Since George Zimmerman was acquitted in the death of Trayvon Martin, which resulted in the founding of Black Lives Matter (BLM) in 2013, law enforcement and all police officers have been scrutinized for everything said and done or not said and done. Hearing of a purported “abuse” on a citizen by a police officer(s) at least once a month by a major news outlet seems to have become the norm. Because of this intense scrutiny, movements calling for “defunding the police” and police reform have become the battle cry from portions of society.
In an effort to police the police, some states have introduced and/or passed laws that have removed qualified immunity from law enforcement officers in that state. Other laws to prohibit the use of chokeholds or the use of Tasers and other less-lethal weapons have also been introduced and/or passed by state legislatures or are planned to be introduced. Congressional Democrat and Republican lawmakers have each introduced bills for police reform that each side believes is the solution to ceasing or preventing the perceived abuse by law enforcement officers. Unfortunately, it does not appear anyone is speaking to or listening to scholars and experienced professionals within the law enforcement community before they craft and introduce legislation. In fact, I interpret the response by the Democratic Party as a knee-jerk reaction to appease its constituents, and the response by the Republican Party is to counter what it perceives is bad legislation by the Democratic Party.
On June 7, 2020, congressional Democratic House Representatives Karen Bass and Jerrold Nadler introduced the Justice in Police Act of 2020. The first section of this act removes qualified immunity and erases long-standing SCOTUS reasoning by specifically stating in the legislation that it is not a defense when “the defendant was acting in good faith, or that the defendant believed, reasonably or otherwise, that his or her conduct was lawful at the time when the conduct was committed” (emphasis my own). Therefore, the long-established good faith doctrine is erased. An additional danger in this portion of the legislation is the word otherwise. This word is not defined or interpreted, so what exactly does this word mean when used in that sentence?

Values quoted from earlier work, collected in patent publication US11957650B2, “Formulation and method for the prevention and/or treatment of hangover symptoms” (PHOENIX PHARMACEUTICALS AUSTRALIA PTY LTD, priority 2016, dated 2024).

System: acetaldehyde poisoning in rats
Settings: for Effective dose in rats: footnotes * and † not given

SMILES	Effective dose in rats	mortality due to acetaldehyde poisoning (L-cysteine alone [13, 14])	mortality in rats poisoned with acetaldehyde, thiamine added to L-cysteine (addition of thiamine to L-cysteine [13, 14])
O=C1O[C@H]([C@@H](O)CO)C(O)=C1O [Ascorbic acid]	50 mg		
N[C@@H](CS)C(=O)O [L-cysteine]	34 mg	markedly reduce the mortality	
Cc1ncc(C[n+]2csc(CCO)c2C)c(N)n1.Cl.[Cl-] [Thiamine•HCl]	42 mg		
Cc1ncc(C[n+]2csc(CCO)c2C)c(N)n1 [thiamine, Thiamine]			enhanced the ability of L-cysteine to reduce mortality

I urge all law enforcement officers to read legislation from their local, state and federal governments and to become proactive voices of reason. Failing in this responsibility will mean changes to your rights while performing duties that have no equal in any other industry. Page six of the Policing Act proposes removing the word “willful” and inserting the sentence “knowingly or with reckless disregard” in Section 242 of Title 18, USC (emphasis my own). The problem is who is going to interpret the definition of “reckless disregard,” which is not defined. What one person may perceive as reckless disregard may not be by another person. The oversight or dismissive mindset of the language used in legislation may have unintentional reverberating effects and cause more problems than solutions.